Finding the Lessons

I try to post well in advance of the upcoming Sunday.

You will want to scroll down to find the bible study for the lessons closest to the upcoming Sunday.

The blog will be labeled with proper, liturgical date, and calendar date.

You also can simply search below by entering the liturgical date, scripture, or proper. This will pull up all previous posts.

Enjoy.

Search This Blog by Proper and Year (ie: Proper 8B or Christmas C or Advent 1A)

Friday, April 27, 2012

Fourth Sunday of Easter, Year B

"This is part of what it means to be the Body of Christ -- to remind each other of God's promises and speak Jesus' message of love, acceptance, and grace to each other."

 "Abundant Life," David Lose, Dear Working Preacher, 2012.


Prayer

Creator God, you make the resplendent glory of the Risen One shine with new radiance on the world, whenever our human weakness is healed and restored.  Gather all your scattered children into one flock following Christ, our Good Shepherd, so that all may taste the joy you bestow on those who are the children of God. We ask this through Christ, with whom you have raised us up in baptism, the Lord who lives and reigns with you in the unity of the Holy Spirit, God for ever and ever. Amen.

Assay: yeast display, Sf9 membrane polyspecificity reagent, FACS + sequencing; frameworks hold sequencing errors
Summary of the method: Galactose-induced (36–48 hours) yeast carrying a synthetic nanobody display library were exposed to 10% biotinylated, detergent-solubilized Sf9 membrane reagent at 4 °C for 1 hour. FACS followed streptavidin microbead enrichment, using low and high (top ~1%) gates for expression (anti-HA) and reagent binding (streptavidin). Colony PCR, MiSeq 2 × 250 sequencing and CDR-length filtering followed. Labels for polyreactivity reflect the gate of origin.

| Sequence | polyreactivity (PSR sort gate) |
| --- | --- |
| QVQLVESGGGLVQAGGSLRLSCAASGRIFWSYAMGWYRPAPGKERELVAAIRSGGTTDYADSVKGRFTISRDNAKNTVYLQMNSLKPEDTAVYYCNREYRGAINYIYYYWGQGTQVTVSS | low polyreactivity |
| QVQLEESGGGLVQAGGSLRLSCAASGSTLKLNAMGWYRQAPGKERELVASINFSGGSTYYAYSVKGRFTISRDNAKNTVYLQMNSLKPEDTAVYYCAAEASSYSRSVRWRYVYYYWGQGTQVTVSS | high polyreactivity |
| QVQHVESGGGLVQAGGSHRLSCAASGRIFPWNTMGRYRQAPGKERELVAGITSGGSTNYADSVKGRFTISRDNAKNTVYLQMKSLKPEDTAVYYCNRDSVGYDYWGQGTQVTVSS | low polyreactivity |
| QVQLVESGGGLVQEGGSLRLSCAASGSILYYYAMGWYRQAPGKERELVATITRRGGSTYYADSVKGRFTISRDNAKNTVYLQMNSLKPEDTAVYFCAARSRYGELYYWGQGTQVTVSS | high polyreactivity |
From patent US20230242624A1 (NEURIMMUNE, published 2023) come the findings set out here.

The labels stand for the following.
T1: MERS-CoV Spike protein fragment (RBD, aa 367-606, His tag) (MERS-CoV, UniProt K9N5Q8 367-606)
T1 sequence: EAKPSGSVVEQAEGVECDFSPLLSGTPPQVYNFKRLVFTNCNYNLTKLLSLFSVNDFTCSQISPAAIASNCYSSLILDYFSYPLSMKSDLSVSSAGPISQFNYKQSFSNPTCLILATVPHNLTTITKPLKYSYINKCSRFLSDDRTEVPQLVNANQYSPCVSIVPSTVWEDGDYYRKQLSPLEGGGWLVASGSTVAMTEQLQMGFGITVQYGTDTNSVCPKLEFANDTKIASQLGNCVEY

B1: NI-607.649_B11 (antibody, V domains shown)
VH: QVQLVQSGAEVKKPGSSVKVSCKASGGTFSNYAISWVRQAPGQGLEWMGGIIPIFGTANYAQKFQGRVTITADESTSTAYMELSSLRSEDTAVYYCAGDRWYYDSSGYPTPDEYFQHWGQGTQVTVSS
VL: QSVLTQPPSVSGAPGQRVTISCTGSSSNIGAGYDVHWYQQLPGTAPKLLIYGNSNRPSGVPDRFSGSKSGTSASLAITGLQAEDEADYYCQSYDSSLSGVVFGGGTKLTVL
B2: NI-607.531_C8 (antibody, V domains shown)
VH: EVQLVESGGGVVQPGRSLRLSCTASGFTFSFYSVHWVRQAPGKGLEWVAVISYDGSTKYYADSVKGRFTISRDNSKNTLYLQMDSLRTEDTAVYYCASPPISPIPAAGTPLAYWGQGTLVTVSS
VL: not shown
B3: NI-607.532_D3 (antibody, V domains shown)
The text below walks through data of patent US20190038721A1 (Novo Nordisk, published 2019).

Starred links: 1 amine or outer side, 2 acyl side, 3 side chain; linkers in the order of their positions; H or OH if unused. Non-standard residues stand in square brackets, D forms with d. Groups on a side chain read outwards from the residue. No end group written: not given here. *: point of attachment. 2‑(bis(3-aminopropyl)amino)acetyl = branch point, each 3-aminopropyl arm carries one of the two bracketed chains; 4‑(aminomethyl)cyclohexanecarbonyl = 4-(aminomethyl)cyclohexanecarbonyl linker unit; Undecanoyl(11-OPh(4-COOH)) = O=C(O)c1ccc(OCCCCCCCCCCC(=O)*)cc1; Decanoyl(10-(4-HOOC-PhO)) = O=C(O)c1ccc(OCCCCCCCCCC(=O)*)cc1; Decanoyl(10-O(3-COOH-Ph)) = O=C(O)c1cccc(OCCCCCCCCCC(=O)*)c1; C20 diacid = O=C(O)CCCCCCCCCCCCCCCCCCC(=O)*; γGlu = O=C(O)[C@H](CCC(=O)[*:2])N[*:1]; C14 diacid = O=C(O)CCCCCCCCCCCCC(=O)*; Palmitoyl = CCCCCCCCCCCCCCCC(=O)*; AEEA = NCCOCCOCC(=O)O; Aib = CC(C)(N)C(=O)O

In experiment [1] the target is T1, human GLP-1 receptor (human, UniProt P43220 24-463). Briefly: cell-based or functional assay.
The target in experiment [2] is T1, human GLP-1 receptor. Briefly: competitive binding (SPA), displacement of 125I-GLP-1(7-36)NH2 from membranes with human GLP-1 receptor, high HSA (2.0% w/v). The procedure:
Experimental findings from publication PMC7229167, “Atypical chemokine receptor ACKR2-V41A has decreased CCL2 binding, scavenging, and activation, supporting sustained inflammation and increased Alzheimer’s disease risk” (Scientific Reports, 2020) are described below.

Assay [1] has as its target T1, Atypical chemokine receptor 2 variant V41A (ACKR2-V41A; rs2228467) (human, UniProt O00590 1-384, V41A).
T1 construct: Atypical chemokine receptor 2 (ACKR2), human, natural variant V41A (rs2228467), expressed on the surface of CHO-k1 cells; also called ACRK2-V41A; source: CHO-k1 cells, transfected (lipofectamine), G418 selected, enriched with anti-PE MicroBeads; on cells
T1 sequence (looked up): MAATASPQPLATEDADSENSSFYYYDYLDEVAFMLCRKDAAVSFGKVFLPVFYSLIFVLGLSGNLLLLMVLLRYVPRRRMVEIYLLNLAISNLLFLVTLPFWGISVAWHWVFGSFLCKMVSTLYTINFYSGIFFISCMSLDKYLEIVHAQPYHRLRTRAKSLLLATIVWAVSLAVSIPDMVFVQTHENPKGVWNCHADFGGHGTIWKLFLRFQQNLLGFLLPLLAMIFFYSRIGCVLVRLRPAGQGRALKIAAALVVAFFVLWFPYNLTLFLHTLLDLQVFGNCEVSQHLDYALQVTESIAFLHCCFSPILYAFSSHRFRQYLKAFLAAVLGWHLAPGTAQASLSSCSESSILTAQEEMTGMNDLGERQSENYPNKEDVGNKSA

From Prayers for Sunday and Seasons, Year B, Peter J. Scagnelli, LTP, 1992.

Some Thoughts on John 10:11-18
This week we have the Good Shepherd from John's gospel.

It comes as part of an overall scriptural unit.  Chapter 10: 1-21.  Most New Testament scholars break our reading up into two sections. The first section is made up of verses 11-16 where in the reader discovers the nature of the shepherd.  The second section is made up of verses 17-18 wherein we read about the specific work of this Good Shepherd.


Jesus is the model of the good shepherd because he is willing to die for his sheep - this is a unique Johannine theology.  This model is a shepherd who cares for all the sheep and for their very lives. This shepherd is willing to lay down his life for all; and all means all.

The hired hand and the wolf prey on the sheep. They care only for themselves.  They steal and consume the sheep.  What is interesting here is the parallel drawn by scholars to those religious leaders who betray their flock.  Certainly, in the early tradition there is a notion of being sent among wolves.  In Acts Paul reminds church leaders they are to feed their sheep.

I think that the next section is important as a defining boundary for the care and tending of sheep.  The shepherd here does not only know their work, but also knows their sheep intimately.  They know all their sheep intimately.  They recognize the shepherd's voice.  And, that there are sheep who are being added to the fold (the gentile mission).  Therefore the shepherd knows his sheep and knows sheep who are to be gathered in.

This tradition falls in the long line of prophetic witness wherein the leaders of Israel have been seen as shepherds of their flock.